Thursday, October 13, 2011

Rhythm ~ Waldorf Style

I wrote this article for my monthly subscription program Celebrate the Rhythm of Life ~ a living curriculum, when I did a test run. Because it has been viewed more than any other page on that site, and because rhythm is such a important and fundamental element of early childhood, I am sharing it with you here.

Rhythm is life! Rhythm is strength! Rhythm can carry you.

We often hear these words but what matters most.... is our relationship to rhythm. 

If we tend toward the precise and exact and well... maybe even rigid,  we might need to loosen up and have more fun, be more fluid, go with the flow, laugh more and get the children to laugh too.

If we tend toward the loose with little structure to our day or week, we might find that the day has slipped by and we have not had lunch or fed the dog or thought about dinner and we're out of milk and no time for breathing into the fun. We might need to tighten up our self discipline, set tiny goals for the day and meet them.

Rhythm is really about balance, finding our own, finding our way to breathe through the day, to be calm and present and bring attentive awareness to our lives with children. Rhythm is flow, a feeling that we are moving in and out energetically with the needs of the day. Rhythm is finding rest and a time for pulling back in after having been out in stimulating activity.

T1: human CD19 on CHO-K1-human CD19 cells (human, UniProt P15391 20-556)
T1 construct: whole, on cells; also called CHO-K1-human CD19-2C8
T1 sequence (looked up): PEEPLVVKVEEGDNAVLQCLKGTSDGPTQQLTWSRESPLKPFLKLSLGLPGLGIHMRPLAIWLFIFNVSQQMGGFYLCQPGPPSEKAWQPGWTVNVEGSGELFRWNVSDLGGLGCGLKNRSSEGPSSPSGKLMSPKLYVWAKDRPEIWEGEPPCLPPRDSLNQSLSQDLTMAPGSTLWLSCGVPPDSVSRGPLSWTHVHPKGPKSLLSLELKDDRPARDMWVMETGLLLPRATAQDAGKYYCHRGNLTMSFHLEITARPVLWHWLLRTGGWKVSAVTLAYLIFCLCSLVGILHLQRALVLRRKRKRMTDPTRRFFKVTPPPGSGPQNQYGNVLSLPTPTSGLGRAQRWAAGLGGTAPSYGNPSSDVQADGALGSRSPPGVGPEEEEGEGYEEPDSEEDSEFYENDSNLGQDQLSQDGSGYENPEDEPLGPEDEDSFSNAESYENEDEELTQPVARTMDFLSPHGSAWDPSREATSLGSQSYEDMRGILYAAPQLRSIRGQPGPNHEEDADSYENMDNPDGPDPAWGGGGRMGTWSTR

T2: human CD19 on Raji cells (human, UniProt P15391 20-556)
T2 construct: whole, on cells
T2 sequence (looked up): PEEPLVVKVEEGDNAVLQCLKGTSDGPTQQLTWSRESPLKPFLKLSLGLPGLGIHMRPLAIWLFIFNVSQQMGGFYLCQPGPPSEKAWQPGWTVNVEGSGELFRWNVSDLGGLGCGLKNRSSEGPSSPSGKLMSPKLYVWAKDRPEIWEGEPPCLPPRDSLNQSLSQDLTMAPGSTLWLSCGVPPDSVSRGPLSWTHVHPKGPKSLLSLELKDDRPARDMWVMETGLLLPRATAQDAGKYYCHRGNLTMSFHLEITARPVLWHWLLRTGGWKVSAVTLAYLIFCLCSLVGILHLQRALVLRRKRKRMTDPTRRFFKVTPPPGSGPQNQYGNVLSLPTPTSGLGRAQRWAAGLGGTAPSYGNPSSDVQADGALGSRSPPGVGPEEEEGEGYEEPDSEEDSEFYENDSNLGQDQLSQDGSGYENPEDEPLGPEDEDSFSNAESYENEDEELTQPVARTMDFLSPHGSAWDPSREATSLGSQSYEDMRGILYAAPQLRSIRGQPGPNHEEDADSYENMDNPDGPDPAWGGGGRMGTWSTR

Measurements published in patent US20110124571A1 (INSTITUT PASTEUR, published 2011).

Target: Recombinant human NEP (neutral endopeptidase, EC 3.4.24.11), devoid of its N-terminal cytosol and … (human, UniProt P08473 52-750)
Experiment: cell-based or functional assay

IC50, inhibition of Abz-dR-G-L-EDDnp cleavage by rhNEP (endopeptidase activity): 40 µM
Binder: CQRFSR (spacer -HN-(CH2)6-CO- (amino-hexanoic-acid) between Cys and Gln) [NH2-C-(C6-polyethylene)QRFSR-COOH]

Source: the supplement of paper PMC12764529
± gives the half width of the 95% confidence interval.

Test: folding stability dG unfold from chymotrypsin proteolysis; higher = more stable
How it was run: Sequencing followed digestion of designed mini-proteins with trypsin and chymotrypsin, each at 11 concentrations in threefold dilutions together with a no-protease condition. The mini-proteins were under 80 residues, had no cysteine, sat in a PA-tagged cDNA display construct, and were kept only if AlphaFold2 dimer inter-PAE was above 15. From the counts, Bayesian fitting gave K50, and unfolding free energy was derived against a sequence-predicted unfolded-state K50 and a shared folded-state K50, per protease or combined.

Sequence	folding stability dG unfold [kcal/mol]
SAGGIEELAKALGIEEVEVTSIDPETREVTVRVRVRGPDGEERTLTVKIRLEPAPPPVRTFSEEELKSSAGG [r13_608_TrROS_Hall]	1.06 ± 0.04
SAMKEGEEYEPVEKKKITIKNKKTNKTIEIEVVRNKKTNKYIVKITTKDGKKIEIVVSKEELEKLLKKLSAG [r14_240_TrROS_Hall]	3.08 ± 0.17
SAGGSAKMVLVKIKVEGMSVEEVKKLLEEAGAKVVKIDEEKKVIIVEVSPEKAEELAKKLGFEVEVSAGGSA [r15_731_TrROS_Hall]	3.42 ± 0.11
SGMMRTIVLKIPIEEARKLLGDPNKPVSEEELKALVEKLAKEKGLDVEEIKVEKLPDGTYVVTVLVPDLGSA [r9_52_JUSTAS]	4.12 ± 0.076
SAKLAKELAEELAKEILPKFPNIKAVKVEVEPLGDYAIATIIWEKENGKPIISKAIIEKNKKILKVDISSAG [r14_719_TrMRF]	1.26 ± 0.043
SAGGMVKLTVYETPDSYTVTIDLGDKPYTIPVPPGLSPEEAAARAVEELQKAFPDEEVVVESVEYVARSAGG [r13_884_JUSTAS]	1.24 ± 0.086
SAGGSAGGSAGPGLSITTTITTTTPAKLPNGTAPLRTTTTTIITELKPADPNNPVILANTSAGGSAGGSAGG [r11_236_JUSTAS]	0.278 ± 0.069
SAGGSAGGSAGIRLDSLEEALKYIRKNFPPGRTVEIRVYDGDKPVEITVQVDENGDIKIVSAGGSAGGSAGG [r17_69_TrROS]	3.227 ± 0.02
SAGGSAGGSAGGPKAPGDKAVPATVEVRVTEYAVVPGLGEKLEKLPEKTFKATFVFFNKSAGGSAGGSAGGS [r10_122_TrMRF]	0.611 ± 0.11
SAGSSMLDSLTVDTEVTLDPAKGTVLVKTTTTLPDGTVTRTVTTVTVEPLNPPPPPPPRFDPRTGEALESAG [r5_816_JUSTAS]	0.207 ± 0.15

Baby Steps
We begin to find our rhythm by taking baby steps, one at a time. What is the structure of our life right now? Do we go to bed around the same time? Do our children? Do we rise around the same time every day? Do we have regular meal times? Do we set a pretty table?

It's helpful to let go of trying to make many changes at once, we might try for one small change, maybe rising first or dinner by five or bedtime by seven.

In the Moment
When we are running from behind, always trying to catch up, we find ourselves breathless and not in the moment. When we are too focused on the schedule and on what is coming next, we are unable to relax and be in the moment.

Finding a rhythm that flows is key to life with children, for children thrive on a rhythmic and predictable life and a strong rhythm can carry us all through the years with breathing time and time for grace.

For those of us who work with young children in Waldorf nursery and kindergartens, and at home as our child's first Waldorf teacher, we have a rhythm of the day, a rhythm of the week, and, a rhythm of the year.